ZSH Quickstart Kit
Table of Contents
- Contents of the kit
- Customizing the kit
- Other Resources
This quickstart includes the bullet-train ZSH theme, which requires a Powerline-compatible font in your terminal to display certain status glyphs. Fonts that are Powerline-compatible include many useful glyphs, including the nice branch icon that the theme in this
Here are a few good Powerline-compatible fonts:
- Awesome Terminal Fonts - A family of fonts that includes some nice monospaced Icons.
- Fantasque Awesome Font - A nice monospaced font, patched with Font-Awesome, Octoicons and Powerline-Glyphs.
- Fira Mono - Mozilla's Fira type family.
- Hack - Another Powerline-compatible font designed specifically for source code and terminal usage.
- Input Mono - A family of fonts designed specifically for code. It offers both monospaced and proportional fonts and includes Powerline glyphs.
- Iosevka - Iosevka is an open source slender monospace sans-serif and slab-serif typeface inspired by Pragmata Pro, M+ and PF DIN Mono, designed to be the ideal font for programming.
- Monoid - Monoid is customizable and optimized for coding with bitmap-like sharpness at 15px line-height even on low res displays.
- Mononoki - Mononoki is a typeface by Matthias Tellen, created to enhance code formatting.
- Nerd fonts - A collection of over 20 patched fonts (over 1,700 variations) & the fontforge font patcher python script for Powerline, devicons, and vim-devicons: includes Droid Sans, Meslo, AnonymousPro, ProFont, Inconsolta, and many more.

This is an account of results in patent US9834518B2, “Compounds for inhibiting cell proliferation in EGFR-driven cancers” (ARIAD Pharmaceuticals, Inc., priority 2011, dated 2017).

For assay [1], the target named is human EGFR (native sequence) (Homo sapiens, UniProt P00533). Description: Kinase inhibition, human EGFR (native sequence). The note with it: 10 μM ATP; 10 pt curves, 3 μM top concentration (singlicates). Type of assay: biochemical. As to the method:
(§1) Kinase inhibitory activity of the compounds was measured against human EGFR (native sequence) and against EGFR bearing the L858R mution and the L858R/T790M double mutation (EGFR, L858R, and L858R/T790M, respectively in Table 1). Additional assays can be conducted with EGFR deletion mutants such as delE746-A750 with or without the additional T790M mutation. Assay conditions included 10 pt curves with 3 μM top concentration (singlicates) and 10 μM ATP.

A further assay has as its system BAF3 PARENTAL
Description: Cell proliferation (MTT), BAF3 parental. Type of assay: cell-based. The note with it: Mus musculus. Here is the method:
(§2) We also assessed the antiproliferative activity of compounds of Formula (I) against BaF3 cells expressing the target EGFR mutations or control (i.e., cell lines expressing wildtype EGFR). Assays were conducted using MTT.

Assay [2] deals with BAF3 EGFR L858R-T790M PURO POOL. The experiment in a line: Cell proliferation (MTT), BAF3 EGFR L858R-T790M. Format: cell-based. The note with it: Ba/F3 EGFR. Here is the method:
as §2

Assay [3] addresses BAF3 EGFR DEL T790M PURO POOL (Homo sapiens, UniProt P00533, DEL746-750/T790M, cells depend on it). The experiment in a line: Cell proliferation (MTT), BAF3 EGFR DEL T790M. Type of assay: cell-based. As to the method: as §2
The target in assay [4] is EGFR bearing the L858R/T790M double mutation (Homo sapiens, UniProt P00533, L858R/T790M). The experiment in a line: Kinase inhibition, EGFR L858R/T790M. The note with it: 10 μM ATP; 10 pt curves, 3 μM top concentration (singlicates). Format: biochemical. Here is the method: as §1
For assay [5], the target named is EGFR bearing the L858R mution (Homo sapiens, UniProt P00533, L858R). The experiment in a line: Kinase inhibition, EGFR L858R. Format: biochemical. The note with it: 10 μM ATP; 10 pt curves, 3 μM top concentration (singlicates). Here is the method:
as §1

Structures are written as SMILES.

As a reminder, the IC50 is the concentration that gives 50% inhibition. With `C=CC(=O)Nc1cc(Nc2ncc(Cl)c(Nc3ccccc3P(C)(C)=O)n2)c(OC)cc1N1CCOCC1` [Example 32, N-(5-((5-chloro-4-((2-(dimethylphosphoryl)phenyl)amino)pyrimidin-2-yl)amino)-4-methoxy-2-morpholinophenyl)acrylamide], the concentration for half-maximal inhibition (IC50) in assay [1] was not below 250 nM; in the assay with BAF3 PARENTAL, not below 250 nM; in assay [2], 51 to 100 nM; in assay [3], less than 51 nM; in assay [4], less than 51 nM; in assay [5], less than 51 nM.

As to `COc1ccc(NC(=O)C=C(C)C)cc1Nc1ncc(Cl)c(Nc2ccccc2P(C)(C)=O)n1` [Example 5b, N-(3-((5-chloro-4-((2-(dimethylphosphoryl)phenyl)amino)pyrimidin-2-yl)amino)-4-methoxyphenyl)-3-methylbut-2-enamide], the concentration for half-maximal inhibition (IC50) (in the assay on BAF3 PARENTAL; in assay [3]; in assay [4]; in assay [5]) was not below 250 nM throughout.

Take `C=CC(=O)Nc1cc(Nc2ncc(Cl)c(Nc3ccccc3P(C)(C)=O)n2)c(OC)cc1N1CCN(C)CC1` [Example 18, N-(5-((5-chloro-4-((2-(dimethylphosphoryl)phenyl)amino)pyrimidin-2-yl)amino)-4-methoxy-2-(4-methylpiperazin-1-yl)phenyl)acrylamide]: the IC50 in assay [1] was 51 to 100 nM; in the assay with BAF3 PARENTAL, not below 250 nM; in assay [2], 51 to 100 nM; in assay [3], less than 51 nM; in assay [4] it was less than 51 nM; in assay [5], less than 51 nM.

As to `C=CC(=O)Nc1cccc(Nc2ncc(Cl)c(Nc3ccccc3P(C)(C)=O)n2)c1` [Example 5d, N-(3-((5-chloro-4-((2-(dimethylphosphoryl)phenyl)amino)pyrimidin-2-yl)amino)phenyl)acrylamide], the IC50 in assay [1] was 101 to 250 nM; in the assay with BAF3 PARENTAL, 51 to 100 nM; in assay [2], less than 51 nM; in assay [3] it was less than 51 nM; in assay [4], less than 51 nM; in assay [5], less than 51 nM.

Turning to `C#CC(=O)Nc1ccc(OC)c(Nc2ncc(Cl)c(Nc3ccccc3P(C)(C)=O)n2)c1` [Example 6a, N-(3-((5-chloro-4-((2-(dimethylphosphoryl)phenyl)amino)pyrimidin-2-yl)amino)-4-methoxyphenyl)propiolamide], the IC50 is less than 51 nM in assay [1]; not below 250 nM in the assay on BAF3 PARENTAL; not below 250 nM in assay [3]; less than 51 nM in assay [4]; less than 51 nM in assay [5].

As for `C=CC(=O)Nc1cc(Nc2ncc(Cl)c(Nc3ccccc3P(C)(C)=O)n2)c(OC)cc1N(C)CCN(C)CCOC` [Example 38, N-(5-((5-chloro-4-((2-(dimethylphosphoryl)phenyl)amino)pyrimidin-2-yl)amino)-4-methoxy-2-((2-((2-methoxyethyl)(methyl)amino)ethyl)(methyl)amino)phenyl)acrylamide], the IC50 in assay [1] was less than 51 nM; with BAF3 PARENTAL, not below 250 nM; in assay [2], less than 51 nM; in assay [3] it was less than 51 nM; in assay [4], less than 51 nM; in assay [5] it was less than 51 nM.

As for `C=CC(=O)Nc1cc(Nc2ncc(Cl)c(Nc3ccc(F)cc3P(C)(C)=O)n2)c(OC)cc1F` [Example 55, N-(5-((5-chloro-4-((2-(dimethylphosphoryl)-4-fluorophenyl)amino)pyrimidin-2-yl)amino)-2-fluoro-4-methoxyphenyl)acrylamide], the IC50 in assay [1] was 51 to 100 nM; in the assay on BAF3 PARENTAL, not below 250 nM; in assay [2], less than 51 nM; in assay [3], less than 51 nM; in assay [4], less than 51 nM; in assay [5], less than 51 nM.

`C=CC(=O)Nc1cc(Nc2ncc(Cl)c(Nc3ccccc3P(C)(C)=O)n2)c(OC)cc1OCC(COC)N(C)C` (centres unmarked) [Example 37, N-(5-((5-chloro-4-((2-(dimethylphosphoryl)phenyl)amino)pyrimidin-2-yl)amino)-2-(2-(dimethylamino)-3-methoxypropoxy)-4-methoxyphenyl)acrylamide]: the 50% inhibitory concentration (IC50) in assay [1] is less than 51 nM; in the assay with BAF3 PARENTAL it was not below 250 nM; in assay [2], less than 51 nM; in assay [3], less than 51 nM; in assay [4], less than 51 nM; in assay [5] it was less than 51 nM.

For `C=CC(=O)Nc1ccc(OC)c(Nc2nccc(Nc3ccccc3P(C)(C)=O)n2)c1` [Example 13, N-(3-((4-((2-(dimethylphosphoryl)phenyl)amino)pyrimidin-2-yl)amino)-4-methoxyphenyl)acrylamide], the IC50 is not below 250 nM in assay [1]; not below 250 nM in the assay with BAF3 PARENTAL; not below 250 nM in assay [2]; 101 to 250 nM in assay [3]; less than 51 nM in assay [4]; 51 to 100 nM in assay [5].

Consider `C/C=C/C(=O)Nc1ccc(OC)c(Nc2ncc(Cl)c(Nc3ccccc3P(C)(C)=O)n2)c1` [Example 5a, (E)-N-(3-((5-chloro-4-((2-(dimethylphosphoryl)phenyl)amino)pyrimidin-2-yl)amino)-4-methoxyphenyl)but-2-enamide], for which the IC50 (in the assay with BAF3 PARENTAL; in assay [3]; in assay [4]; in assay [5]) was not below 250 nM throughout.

- Powerline patched font collection - A collection of a dozen or so fonts patched to include Powerline gylphs.
- Victor Mono - Victor Mono is a free programming font with semi-connected cursive italics, symbol ligatures (!=, ->>, =>, ===, <=, >=, ++) and Latin, Cyrillic and Greek characters.
- spacemono - Google's new original monospace display typeface family.
- Download iTerm2 from http://www.iterm2.com. It is considerably nicer than the stock Terminal application that comes with macOS. Please note - there is an RCE flaw in all versions of iTerm 2 before 3.3.6, so update if you're using an affected version.
- Install the current version of Homebrew from http://brew.sh/.
- Install GNU Stow with
brew install stow
- Homebrew has a newer version of
zshthan the one Apple ships, so
brew install zshto install it.
- Switch your shell to
- System Preferences -> Users & Groups.
- Unlock the preferences
- Select your user
- Select advanced options
- Set your login shell to
/usr/local/bin/zshif you decided to use the newer version packaged by
- Install some Powerline-compatible fonts from one of the links in the Fonts section above.
- In iTerm 2, go to Preferences->Profile in your iTerm 2 preferences, then select one of the Powerline-compatible fonts you just installed.
- Make sure you also specify a Powerline-compatible font for non-ASCII in your iTerm 2 preferences or the prompt separators and branch glyphs will show up garbled.
- Switch your shell to
chsh -s /bin/zsh
- Install GNU Stow -
yum install -y stowon Red Hat / CentOS systems,
apt-get -y install stowon Debian / Ubuntu.
- Install the patched font in a valid X font path. Valid font paths can be listed with
mv YourChosenPowerlineFont.otf ~/.fonts
- Update the font cache for the path the font was installed in (root privileges may be needed for updating the font cache for some paths):
fc-cache -vf ~/.fonts/
After installing a Powerline-compatible font, you will also need to configure your terminal emulator to use your selected Powerline-compatible font. The name of the correct font usually ends with for Powerline.
If the Powerline symbols cannot be seen, try closing all instances of the terminal emulator. The X Server may also need to be restarted for the new font to correctly load.
If you still can’t see the new Powerline fonts then double-check that the font has been installed to a valid X font path.